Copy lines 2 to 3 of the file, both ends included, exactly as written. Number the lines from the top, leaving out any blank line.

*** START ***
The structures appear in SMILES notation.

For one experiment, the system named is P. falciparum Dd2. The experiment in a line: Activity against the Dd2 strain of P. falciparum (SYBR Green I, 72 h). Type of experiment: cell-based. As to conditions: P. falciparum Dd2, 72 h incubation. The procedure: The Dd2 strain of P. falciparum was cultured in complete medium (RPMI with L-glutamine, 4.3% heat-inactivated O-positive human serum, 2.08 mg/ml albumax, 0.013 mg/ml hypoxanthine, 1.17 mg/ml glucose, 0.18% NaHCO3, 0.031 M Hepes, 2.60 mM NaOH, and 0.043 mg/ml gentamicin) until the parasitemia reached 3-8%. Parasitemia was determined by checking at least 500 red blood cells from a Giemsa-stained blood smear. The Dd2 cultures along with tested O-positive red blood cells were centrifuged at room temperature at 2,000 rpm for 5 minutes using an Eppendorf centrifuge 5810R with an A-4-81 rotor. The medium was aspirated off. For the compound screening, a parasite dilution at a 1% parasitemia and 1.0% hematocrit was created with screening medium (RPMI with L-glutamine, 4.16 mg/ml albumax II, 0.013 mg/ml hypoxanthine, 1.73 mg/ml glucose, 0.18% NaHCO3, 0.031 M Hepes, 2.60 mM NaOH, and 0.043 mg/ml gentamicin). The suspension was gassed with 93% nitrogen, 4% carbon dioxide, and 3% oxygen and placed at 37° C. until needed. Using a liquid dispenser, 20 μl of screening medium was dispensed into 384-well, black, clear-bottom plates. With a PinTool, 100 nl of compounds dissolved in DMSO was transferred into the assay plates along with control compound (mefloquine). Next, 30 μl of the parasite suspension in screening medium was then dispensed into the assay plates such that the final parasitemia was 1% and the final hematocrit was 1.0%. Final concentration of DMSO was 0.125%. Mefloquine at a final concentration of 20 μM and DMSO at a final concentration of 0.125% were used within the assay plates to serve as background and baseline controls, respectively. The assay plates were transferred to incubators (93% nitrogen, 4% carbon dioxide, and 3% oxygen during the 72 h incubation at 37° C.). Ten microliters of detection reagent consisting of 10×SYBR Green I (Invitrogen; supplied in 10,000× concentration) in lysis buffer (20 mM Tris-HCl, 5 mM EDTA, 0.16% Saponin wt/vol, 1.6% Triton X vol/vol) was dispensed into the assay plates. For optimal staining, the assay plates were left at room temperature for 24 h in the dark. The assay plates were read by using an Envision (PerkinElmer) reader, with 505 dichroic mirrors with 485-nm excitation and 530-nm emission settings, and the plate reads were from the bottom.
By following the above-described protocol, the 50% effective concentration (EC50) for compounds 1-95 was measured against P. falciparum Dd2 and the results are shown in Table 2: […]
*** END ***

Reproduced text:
For one experiment, the system named is P. falciparum Dd2. The experiment in a line: Activity against the Dd2 strain of P. falciparum (SYBR Green I, 72 h). Type of experiment: cell-based. As to conditions: P. falciparum Dd2, 72 h incubation. The procedure: The Dd2 strain of P. falciparum was cultured in complete medium (RPMI with L-glutamine, 4.3% heat-inactivated O-positive human serum, 2.08 mg/ml albumax, 0.013 mg/ml hypoxanthine, 1.17 mg/ml glucose, 0.18% NaHCO3, 0.031 M Hepes, 2.60 mM NaOH, and 0.043 mg/ml gentamicin) until the parasitemia reached 3-8%. Parasitemia was determined by checking at least 500 red blood cells from a Giemsa-stained blood smear. The Dd2 cultures along with tested O-positive red blood cells were centrifuged at room temperature at 2,000 rpm for 5 minutes using an Eppendorf centrifuge 5810R with an A-4-81 rotor. The medium was aspirated off. For the compound screening, a parasite dilution at a 1% parasitemia and 1.0% hematocrit was created with screening medium (RPMI with L-glutamine, 4.16 mg/ml albumax II, 0.013 mg/ml hypoxanthine, 1.73 mg/ml glucose, 0.18% NaHCO3, 0.031 M Hepes, 2.60 mM NaOH, and 0.043 mg/ml gentamicin). The suspension was gassed with 93% nitrogen, 4% carbon dioxide, and 3% oxygen and placed at 37° C. until needed. Using a liquid dispenser, 20 μl of screening medium was dispensed into 384-well, black, clear-bottom plates. With a PinTool, 100 nl of compounds dissolved in DMSO was transferred into the assay plates along with control compound (mefloquine). Next, 30 μl of the parasite suspension in screening medium was then dispensed into the assay plates such that the final parasitemia was 1% and the final hematocrit was 1.0%. Final concentration of DMSO was 0.125%. Mefloquine at a final concentration of 20 μM and DMSO at a final concentration of 0.125% were used within the assay plates to serve as background and baseline controls, respectively. The assay plates were transferred to incubators (93% nitrogen, 4% carbon dioxide, and 3% oxygen during the 72 h incubation at 37° C.). Ten microliters of detection reagent consisting of 10×SYBR Green I (Invitrogen; supplied in 10,000× concentration) in lysis buffer (20 mM Tris-HCl, 5 mM EDTA, 0.16% Saponin wt/vol, 1.6% Triton X vol/vol) was dispensed into the assay plates. For optimal staining, the assay plates were left at room temperature for 24 h in the dark. The assay plates were read by using an Envision (PerkinElmer) reader, with 505 dichroic mirrors with 485-nm excitation and 530-nm emission settings, and the plate reads were from the bottom.
By following the above-described protocol, the 50% effective concentration (EC50) for compounds 1-95 was measured against P. falciparum Dd2 and the results are shown in Table 2: […]